Spokane Indian Sherman Alexie often snaps "that's personal" during interviews, yet the characters in his books and films closely follow his own life growing up on the Spokane Indian Reservation in Wellpinit, Washington.
The Business of Fancydancing—Alexie's second movie and first directorial effort—is the most personal yet. The 35-year-old author of the novels Indian Killer and Reservation Blues, books of poetry, and short stories, and screenwriter of the 1998 hit Smoke Signals, debuted his new movie at the Sundance Film Festival in January. Now it's making its way across screens and film festivals throughout the country.
More abstract and poetic than Smoke Signals, Fancydancing offers a complex dialogue on ethnic identity. In the film, Seymour Polatkin (Evan Adams) and Aristotle Joseph (Gene Tagaban), two high school valedictorians from the Spokane Indian Reservation, leave their native culture for university life in Seattle. Seymour becomes a writer and successfully markets his Indian identity by drawing on his childhood reservation experiences.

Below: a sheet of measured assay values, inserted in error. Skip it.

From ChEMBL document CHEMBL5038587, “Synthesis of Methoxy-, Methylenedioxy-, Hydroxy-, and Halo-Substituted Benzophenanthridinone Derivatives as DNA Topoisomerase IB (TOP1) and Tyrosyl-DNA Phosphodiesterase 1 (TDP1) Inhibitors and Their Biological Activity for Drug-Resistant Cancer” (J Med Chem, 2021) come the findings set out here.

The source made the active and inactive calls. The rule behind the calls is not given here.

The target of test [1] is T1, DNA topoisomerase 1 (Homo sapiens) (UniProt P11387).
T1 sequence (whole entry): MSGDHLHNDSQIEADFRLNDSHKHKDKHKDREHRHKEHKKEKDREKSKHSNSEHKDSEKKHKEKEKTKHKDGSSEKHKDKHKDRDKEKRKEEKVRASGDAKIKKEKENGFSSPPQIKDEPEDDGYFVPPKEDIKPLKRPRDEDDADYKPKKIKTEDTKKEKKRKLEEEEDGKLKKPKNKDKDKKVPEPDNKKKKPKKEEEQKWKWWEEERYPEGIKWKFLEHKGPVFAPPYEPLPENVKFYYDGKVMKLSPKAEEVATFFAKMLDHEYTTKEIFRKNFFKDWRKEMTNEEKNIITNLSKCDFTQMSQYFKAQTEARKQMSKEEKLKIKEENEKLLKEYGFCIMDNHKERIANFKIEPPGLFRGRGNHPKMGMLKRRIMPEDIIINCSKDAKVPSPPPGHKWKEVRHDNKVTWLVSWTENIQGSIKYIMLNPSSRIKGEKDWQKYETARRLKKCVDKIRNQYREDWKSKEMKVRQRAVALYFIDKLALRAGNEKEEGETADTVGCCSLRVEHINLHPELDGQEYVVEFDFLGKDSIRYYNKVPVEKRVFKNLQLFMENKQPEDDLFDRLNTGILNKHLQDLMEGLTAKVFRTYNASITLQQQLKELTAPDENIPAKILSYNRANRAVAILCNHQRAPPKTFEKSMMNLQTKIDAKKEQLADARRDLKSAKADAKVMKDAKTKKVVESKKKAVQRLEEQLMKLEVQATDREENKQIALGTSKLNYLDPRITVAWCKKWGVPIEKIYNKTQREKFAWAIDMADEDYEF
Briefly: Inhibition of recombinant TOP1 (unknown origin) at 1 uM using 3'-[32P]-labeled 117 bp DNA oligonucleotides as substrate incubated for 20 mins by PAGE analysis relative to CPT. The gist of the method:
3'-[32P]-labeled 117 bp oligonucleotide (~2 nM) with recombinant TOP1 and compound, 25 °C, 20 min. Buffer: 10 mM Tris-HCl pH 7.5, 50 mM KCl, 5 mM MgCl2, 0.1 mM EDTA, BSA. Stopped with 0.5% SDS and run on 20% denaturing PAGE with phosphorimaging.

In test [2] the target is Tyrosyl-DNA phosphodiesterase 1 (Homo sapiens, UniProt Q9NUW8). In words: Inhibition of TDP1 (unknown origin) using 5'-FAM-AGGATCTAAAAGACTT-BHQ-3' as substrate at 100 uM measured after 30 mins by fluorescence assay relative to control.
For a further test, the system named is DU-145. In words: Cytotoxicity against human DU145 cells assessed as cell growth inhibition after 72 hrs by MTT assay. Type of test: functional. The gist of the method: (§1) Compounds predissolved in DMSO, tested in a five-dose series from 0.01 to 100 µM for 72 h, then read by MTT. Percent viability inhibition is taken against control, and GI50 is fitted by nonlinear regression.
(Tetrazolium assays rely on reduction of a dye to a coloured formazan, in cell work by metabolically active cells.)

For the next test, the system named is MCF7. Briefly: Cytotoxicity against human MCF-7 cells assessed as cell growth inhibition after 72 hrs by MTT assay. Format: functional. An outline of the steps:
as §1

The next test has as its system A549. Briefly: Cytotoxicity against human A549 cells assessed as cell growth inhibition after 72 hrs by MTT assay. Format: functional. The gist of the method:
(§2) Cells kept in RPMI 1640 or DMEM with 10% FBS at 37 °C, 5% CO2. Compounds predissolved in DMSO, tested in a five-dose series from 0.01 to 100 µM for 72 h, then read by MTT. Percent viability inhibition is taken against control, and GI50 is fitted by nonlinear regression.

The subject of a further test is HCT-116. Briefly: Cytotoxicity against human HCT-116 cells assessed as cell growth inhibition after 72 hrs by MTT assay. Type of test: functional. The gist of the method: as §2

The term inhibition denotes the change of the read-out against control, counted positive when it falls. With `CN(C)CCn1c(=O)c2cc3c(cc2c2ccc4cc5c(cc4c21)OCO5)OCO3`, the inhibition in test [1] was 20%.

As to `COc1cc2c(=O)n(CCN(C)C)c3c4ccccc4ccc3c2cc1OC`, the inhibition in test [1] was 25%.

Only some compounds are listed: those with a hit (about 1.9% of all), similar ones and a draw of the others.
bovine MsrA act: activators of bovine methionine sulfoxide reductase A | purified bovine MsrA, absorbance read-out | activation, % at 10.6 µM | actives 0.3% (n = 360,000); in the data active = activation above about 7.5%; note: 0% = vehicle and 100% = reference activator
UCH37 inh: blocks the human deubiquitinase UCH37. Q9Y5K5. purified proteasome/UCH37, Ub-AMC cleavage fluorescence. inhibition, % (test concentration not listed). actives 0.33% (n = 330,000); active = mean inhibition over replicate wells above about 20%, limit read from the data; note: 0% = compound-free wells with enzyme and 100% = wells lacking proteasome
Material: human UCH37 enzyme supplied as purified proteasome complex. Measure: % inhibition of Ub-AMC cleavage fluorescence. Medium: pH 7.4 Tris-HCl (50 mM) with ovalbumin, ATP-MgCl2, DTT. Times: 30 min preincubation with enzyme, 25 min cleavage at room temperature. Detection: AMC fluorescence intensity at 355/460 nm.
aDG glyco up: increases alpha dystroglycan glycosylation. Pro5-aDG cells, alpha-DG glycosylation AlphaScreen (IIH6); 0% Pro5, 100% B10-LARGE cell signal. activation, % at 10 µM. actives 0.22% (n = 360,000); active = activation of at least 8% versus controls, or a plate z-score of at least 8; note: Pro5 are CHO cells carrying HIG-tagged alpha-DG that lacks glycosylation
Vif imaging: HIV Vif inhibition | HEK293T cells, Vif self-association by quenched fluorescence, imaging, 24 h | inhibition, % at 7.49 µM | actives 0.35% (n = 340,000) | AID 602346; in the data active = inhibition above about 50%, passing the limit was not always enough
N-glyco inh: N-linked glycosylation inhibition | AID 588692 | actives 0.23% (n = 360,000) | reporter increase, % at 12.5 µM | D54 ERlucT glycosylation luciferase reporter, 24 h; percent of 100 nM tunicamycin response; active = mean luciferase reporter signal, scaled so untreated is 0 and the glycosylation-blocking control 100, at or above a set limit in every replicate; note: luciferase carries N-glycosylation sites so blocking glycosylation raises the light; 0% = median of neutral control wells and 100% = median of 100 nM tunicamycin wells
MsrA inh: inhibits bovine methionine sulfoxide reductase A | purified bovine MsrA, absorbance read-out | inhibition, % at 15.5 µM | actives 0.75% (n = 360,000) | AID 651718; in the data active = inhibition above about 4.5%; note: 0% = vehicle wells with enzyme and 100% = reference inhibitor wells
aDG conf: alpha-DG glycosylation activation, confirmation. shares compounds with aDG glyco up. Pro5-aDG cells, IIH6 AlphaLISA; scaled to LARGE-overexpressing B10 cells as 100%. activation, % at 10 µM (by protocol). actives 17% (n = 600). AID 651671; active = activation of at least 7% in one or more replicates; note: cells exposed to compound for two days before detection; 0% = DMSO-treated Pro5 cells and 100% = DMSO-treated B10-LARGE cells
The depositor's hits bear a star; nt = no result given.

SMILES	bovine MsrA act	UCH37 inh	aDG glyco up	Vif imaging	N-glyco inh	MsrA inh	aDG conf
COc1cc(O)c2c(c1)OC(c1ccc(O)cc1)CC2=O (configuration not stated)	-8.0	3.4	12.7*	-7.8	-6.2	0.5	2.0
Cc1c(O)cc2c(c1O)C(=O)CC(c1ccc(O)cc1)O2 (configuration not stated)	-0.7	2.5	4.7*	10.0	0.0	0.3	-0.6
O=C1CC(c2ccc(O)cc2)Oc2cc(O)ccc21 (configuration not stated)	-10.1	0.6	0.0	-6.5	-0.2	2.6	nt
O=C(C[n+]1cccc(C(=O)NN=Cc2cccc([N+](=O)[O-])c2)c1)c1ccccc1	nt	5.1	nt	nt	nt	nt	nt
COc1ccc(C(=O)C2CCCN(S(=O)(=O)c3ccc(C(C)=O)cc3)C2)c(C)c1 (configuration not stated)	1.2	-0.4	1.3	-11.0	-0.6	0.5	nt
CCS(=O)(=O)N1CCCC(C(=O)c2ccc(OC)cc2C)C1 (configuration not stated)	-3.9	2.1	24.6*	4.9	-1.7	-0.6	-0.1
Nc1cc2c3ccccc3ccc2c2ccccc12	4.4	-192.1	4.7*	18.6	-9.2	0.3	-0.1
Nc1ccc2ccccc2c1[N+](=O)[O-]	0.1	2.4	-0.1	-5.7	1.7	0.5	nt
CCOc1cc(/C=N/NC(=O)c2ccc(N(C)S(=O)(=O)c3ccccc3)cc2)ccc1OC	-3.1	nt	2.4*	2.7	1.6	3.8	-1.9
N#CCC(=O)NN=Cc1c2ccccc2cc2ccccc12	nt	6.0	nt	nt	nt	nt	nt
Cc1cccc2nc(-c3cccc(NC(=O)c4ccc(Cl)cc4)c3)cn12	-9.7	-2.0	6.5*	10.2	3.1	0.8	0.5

Aristotle doesn't adapt so easily to the white world. Resentful and angry, he returns to the reservation where he develops an alcohol problem and a violent disposition. When Mouse (Swil Kanim), a talented but cynical Indian violinist, dies, Seymour returns to Wellpinit—after 16 years—to attend the funeral.
The drive is a mere six hours, but the emotional journey is complicated. Seymour's white lover, Steven (affectionately known as Custer), fears that Seymour will decide to stay on the "rez." And not all of his old Spokane friends are excited to see the Indian—nicknamed "The Little Public Relations Warrior" by Aristotle—who made it big by writing about their personal tragedies.